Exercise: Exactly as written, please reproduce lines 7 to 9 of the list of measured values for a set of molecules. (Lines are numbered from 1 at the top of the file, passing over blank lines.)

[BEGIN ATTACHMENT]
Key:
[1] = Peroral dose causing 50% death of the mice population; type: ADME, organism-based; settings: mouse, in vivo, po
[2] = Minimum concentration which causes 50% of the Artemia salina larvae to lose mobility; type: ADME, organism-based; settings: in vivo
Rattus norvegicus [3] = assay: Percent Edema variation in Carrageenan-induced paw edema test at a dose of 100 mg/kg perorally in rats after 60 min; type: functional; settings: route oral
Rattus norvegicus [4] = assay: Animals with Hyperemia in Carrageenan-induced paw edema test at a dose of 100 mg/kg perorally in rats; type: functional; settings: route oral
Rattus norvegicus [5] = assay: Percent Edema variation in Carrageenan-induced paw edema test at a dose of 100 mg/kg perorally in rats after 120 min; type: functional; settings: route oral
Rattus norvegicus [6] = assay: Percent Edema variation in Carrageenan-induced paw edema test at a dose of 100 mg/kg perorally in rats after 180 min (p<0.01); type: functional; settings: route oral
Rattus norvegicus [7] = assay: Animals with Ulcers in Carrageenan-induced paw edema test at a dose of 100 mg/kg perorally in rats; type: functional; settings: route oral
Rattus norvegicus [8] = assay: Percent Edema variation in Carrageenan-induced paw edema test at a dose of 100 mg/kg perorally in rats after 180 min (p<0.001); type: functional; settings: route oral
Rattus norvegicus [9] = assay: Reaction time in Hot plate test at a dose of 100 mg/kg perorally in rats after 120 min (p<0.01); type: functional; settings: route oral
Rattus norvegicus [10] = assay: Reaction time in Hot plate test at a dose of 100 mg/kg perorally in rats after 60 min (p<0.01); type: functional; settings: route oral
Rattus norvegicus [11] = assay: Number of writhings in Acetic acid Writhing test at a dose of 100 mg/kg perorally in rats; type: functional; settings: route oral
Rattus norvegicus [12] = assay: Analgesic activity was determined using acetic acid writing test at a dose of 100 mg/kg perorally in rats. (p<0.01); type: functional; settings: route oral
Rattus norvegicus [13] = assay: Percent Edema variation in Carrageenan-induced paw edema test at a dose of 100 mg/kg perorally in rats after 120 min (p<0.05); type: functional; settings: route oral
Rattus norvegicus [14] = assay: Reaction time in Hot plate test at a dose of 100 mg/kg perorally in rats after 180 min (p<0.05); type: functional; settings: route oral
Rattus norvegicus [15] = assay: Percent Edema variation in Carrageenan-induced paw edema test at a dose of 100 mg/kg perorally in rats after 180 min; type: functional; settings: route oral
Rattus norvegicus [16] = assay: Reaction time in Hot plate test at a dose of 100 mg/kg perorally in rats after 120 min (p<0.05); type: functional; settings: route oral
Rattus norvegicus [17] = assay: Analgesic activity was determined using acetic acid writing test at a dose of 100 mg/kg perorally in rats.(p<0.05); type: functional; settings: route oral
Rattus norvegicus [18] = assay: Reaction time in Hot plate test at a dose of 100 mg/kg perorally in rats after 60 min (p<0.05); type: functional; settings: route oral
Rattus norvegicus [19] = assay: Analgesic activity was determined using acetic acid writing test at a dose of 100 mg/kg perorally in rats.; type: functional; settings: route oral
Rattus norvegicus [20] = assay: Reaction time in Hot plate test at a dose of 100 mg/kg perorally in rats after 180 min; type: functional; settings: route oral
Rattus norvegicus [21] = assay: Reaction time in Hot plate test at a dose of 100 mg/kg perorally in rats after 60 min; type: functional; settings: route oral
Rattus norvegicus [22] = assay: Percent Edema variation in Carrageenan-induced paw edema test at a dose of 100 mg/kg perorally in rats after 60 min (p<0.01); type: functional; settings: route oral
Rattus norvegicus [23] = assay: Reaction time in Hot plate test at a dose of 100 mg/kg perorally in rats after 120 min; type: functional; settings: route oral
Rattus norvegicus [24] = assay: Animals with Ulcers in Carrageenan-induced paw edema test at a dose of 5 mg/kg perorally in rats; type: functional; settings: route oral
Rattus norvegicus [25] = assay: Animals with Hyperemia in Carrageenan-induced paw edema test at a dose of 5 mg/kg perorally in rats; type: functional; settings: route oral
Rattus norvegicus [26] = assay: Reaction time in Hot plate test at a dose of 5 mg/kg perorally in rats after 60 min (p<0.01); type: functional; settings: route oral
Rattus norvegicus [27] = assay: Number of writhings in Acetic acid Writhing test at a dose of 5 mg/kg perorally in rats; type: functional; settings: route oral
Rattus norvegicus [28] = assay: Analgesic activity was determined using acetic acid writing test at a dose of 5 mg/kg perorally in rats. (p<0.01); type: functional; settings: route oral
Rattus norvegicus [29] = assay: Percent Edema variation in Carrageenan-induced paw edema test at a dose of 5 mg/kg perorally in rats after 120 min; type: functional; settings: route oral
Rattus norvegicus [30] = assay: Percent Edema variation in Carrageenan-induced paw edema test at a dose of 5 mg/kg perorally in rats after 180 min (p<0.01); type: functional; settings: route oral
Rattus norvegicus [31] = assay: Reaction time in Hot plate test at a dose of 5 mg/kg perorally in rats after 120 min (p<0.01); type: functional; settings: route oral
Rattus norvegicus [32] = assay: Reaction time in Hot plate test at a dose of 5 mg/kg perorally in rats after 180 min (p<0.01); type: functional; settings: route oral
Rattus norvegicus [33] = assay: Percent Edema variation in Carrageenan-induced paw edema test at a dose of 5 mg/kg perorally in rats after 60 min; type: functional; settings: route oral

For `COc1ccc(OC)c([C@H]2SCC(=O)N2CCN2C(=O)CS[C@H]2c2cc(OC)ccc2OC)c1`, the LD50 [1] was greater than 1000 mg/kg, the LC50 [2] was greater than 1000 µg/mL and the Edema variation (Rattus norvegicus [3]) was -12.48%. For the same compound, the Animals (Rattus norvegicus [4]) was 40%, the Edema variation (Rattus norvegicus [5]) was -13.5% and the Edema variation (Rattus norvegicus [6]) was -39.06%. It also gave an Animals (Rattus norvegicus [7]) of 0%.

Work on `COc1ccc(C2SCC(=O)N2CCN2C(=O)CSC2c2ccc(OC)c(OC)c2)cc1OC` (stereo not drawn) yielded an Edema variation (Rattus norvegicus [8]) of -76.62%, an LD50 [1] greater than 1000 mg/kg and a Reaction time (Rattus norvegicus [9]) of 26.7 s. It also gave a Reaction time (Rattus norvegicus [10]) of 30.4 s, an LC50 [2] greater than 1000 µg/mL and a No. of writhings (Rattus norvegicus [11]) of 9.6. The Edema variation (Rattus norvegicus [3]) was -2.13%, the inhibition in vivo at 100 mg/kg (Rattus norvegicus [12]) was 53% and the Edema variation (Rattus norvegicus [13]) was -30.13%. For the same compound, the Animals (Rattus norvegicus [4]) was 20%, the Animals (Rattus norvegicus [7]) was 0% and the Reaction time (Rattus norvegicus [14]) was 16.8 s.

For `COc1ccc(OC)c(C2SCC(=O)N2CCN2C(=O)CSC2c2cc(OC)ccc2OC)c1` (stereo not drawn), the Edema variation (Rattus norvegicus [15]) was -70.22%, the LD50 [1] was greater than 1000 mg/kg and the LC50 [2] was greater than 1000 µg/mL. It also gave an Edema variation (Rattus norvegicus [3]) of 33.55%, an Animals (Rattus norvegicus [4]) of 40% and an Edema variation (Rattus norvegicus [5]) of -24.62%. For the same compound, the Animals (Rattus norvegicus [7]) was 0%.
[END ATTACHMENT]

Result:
Rattus norvegicus [6] = assay: Percent Edema variation in Carrageenan-induced paw edema test at a dose of 100 mg/kg perorally in rats after 180 min (p<0.01); type: functional; settings: route oral
Rattus norvegicus [7] = assay: Animals with Ulcers in Carrageenan-induced paw edema test at a dose of 100 mg/kg perorally in rats; type: functional; settings: route oral
Rattus norvegicus [8] = assay: Percent Edema variation in Carrageenan-induced paw edema test at a dose of 100 mg/kg perorally in rats after 180 min (p<0.001); type: functional; settings: route oral